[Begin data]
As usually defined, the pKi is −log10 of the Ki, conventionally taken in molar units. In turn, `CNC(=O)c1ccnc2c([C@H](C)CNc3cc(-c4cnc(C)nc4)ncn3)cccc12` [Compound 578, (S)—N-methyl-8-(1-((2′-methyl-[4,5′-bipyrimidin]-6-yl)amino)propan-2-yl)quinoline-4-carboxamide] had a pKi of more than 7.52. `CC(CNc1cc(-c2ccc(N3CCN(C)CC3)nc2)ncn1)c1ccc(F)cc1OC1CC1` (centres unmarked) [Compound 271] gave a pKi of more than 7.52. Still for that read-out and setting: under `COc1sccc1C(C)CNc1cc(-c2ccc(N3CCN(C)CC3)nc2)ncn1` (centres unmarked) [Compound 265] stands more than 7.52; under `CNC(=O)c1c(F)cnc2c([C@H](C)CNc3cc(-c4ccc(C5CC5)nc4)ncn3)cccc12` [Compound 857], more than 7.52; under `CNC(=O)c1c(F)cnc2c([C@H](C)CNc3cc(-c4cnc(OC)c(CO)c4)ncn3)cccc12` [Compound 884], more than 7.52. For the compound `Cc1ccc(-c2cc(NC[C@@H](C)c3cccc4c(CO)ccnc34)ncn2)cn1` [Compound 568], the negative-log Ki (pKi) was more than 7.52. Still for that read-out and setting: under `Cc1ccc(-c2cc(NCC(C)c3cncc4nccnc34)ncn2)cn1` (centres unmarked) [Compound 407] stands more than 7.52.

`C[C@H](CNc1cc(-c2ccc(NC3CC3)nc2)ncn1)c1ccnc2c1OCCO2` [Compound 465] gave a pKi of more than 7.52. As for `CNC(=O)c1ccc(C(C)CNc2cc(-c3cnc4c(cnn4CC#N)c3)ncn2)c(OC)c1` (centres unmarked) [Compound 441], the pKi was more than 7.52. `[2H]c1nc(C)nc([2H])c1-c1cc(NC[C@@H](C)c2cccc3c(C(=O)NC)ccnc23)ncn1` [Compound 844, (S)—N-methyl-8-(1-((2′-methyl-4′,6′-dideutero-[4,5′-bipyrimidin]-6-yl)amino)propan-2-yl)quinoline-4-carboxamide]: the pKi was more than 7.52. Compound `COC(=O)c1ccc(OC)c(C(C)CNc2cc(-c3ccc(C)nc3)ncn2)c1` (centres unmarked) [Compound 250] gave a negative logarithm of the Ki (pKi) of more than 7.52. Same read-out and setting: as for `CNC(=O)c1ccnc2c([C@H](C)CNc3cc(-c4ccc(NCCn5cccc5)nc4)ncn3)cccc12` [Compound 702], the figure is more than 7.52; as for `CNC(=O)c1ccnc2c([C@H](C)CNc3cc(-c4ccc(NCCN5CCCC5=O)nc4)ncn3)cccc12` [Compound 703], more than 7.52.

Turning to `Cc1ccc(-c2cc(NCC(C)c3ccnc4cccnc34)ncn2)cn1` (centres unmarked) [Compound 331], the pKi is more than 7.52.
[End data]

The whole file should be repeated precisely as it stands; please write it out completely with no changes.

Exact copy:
As usually defined, the pKi is −log10 of the Ki, conventionally taken in molar units. In turn, `CNC(=O)c1ccnc2c([C@H](C)CNc3cc(-c4cnc(C)nc4)ncn3)cccc12` [Compound 578, (S)—N-methyl-8-(1-((2′-methyl-[4,5′-bipyrimidin]-6-yl)amino)propan-2-yl)quinoline-4-carboxamide] had a pKi of more than 7.52. `CC(CNc1cc(-c2ccc(N3CCN(C)CC3)nc2)ncn1)c1ccc(F)cc1OC1CC1` (centres unmarked) [Compound 271] gave a pKi of more than 7.52. Still for that read-out and setting: under `COc1sccc1C(C)CNc1cc(-c2ccc(N3CCN(C)CC3)nc2)ncn1` (centres unmarked) [Compound 265] stands more than 7.52; under `CNC(=O)c1c(F)cnc2c([C@H](C)CNc3cc(-c4ccc(C5CC5)nc4)ncn3)cccc12` [Compound 857], more than 7.52; under `CNC(=O)c1c(F)cnc2c([C@H](C)CNc3cc(-c4cnc(OC)c(CO)c4)ncn3)cccc12` [Compound 884], more than 7.52. For the compound `Cc1ccc(-c2cc(NC[C@@H](C)c3cccc4c(CO)ccnc34)ncn2)cn1` [Compound 568], the negative-log Ki (pKi) was more than 7.52. Still for that read-out and setting: under `Cc1ccc(-c2cc(NCC(C)c3cncc4nccnc34)ncn2)cn1` (centres unmarked) [Compound 407] stands more than 7.52.

`C[C@H](CNc1cc(-c2ccc(NC3CC3)nc2)ncn1)c1ccnc2c1OCCO2` [Compound 465] gave a pKi of more than 7.52. As for `CNC(=O)c1ccc(C(C)CNc2cc(-c3cnc4c(cnn4CC#N)c3)ncn2)c(OC)c1` (centres unmarked) [Compound 441], the pKi was more than 7.52. `[2H]c1nc(C)nc([2H])c1-c1cc(NC[C@@H](C)c2cccc3c(C(=O)NC)ccnc23)ncn1` [Compound 844, (S)—N-methyl-8-(1-((2′-methyl-4′,6′-dideutero-[4,5′-bipyrimidin]-6-yl)amino)propan-2-yl)quinoline-4-carboxamide]: the pKi was more than 7.52. Compound `COC(=O)c1ccc(OC)c(C(C)CNc2cc(-c3ccc(C)nc3)ncn2)c1` (centres unmarked) [Compound 250] gave a negative logarithm of the Ki (pKi) of more than 7.52. Same read-out and setting: as for `CNC(=O)c1ccnc2c([C@H](C)CNc3cc(-c4ccc(NCCn5cccc5)nc4)ncn3)cccc12` [Compound 702], the figure is more than 7.52; as for `CNC(=O)c1ccnc2c([C@H](C)CNc3cc(-c4ccc(NCCN5CCCC5=O)nc4)ncn3)cccc12` [Compound 703], more than 7.52.

Turning to `Cc1ccc(-c2cc(NCC(C)c3ccnc4cccnc34)ncn2)cn1` (centres unmarked) [Compound 331], the pKi is more than 7.52.